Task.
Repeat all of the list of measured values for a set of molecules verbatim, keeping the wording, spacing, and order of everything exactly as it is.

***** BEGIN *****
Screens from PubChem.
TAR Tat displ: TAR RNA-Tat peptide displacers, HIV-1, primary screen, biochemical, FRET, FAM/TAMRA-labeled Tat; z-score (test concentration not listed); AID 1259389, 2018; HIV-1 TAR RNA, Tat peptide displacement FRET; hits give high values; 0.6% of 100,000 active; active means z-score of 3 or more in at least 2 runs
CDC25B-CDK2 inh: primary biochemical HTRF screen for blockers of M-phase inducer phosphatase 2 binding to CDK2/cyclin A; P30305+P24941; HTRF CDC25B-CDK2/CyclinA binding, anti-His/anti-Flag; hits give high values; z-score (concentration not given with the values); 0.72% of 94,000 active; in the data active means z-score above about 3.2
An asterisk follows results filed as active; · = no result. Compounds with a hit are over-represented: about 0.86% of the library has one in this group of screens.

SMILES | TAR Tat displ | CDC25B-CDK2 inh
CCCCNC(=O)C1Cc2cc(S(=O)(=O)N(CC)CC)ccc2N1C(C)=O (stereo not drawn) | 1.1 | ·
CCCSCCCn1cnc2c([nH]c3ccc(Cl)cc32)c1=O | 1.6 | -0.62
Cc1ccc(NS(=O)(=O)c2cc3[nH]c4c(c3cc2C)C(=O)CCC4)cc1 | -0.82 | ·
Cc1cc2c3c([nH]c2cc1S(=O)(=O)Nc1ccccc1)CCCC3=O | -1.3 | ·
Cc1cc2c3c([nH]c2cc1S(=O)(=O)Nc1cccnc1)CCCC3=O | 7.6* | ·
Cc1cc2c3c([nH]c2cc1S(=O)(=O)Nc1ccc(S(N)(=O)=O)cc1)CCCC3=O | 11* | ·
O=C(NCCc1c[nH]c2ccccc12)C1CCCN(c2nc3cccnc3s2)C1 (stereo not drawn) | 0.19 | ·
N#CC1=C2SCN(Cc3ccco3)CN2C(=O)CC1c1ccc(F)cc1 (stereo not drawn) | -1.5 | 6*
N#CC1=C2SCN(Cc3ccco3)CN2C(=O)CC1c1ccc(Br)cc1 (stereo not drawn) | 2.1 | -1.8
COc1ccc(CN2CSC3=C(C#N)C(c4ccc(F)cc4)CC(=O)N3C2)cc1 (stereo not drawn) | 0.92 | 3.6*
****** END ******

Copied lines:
Screens from PubChem.
TAR Tat displ: TAR RNA-Tat peptide displacers, HIV-1, primary screen, biochemical, FRET, FAM/TAMRA-labeled Tat; z-score (test concentration not listed); AID 1259389, 2018; HIV-1 TAR RNA, Tat peptide displacement FRET; hits give high values; 0.6% of 100,000 active; active means z-score of 3 or more in at least 2 runs
CDC25B-CDK2 inh: primary biochemical HTRF screen for blockers of M-phase inducer phosphatase 2 binding to CDK2/cyclin A; P30305+P24941; HTRF CDC25B-CDK2/CyclinA binding, anti-His/anti-Flag; hits give high values; z-score (concentration not given with the values); 0.72% of 94,000 active; in the data active means z-score above about 3.2
An asterisk follows results filed as active; · = no result. Compounds with a hit are over-represented: about 0.86% of the library has one in this group of screens.

SMILES | TAR Tat displ | CDC25B-CDK2 inh
CCCCNC(=O)C1Cc2cc(S(=O)(=O)N(CC)CC)ccc2N1C(C)=O (stereo not drawn) | 1.1 | ·
CCCSCCCn1cnc2c([nH]c3ccc(Cl)cc32)c1=O | 1.6 | -0.62
Cc1ccc(NS(=O)(=O)c2cc3[nH]c4c(c3cc2C)C(=O)CCC4)cc1 | -0.82 | ·
Cc1cc2c3c([nH]c2cc1S(=O)(=O)Nc1ccccc1)CCCC3=O | -1.3 | ·
Cc1cc2c3c([nH]c2cc1S(=O)(=O)Nc1cccnc1)CCCC3=O | 7.6* | ·
Cc1cc2c3c([nH]c2cc1S(=O)(=O)Nc1ccc(S(N)(=O)=O)cc1)CCCC3=O | 11* | ·
O=C(NCCc1c[nH]c2ccccc12)C1CCCN(c2nc3cccnc3s2)C1 (stereo not drawn) | 0.19 | ·
N#CC1=C2SCN(Cc3ccco3)CN2C(=O)CC1c1ccc(F)cc1 (stereo not drawn) | -1.5 | 6*
N#CC1=C2SCN(Cc3ccco3)CN2C(=O)CC1c1ccc(Br)cc1 (stereo not drawn) | 2.1 | -1.8
COc1ccc(CN2CSC3=C(C#N)C(c4ccc(F)cc4)CC(=O)N3C2)cc1 (stereo not drawn) | 0.92 | 3.6*